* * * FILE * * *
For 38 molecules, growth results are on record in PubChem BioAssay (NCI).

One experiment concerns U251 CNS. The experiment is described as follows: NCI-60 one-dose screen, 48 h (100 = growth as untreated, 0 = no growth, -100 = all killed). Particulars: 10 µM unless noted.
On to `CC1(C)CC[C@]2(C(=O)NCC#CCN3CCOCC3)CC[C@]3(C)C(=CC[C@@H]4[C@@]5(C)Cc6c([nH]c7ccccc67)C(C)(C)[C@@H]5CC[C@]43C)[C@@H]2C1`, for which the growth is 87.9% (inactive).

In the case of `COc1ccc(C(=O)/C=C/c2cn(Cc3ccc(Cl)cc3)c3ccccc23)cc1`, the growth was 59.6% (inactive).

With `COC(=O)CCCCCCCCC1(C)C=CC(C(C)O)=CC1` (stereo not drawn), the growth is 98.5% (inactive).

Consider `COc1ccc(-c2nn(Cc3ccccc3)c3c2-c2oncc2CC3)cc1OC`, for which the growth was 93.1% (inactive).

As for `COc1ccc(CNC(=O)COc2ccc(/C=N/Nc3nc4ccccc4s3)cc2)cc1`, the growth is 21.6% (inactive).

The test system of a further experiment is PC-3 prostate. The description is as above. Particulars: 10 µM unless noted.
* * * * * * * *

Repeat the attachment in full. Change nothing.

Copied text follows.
For 38 molecules, growth results are on record in PubChem BioAssay (NCI).

One experiment concerns U251 CNS. The experiment is described as follows: NCI-60 one-dose screen, 48 h (100 = growth as untreated, 0 = no growth, -100 = all killed). Particulars: 10 µM unless noted.
On to `CC1(C)CC[C@]2(C(=O)NCC#CCN3CCOCC3)CC[C@]3(C)C(=CC[C@@H]4[C@@]5(C)Cc6c([nH]c7ccccc67)C(C)(C)[C@@H]5CC[C@]43C)[C@@H]2C1`, for which the growth is 87.9% (inactive).

In the case of `COc1ccc(C(=O)/C=C/c2cn(Cc3ccc(Cl)cc3)c3ccccc23)cc1`, the growth was 59.6% (inactive).

With `COC(=O)CCCCCCCCC1(C)C=CC(C(C)O)=CC1` (stereo not drawn), the growth is 98.5% (inactive).

Consider `COc1ccc(-c2nn(Cc3ccccc3)c3c2-c2oncc2CC3)cc1OC`, for which the growth was 93.1% (inactive).

As for `COc1ccc(CNC(=O)COc2ccc(/C=N/Nc3nc4ccccc4s3)cc2)cc1`, the growth is 21.6% (inactive).

The test system of a further experiment is PC-3 prostate. The description is as above. Particulars: 10 µM unless noted.